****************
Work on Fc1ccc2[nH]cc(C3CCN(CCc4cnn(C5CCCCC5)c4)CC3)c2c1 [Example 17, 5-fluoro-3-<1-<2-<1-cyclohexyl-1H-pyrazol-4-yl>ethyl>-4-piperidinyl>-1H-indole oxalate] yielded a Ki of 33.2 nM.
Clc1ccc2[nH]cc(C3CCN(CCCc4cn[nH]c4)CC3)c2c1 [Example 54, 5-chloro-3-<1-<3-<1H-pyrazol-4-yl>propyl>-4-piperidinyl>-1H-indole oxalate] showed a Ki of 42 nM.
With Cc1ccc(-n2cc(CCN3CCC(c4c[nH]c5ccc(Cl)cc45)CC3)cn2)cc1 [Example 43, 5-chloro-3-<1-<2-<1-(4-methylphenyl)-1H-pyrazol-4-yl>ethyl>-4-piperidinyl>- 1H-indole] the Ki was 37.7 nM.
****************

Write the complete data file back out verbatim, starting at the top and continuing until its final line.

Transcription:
Work on Fc1ccc2[nH]cc(C3CCN(CCc4cnn(C5CCCCC5)c4)CC3)c2c1 [Example 17, 5-fluoro-3-<1-<2-<1-cyclohexyl-1H-pyrazol-4-yl>ethyl>-4-piperidinyl>-1H-indole oxalate] yielded a Ki of 33.2 nM.
Clc1ccc2[nH]cc(C3CCN(CCCc4cn[nH]c4)CC3)c2c1 [Example 54, 5-chloro-3-<1-<3-<1H-pyrazol-4-yl>propyl>-4-piperidinyl>-1H-indole oxalate] showed a Ki of 42 nM.
With Cc1ccc(-n2cc(CCN3CCC(c4c[nH]c5ccc(Cl)cc45)CC3)cn2)cc1 [Example 43, 5-chloro-3-<1-<2-<1-(4-methylphenyl)-1H-pyrazol-4-yl>ethyl>-4-piperidinyl>- 1H-indole] the Ki was 37.7 nM.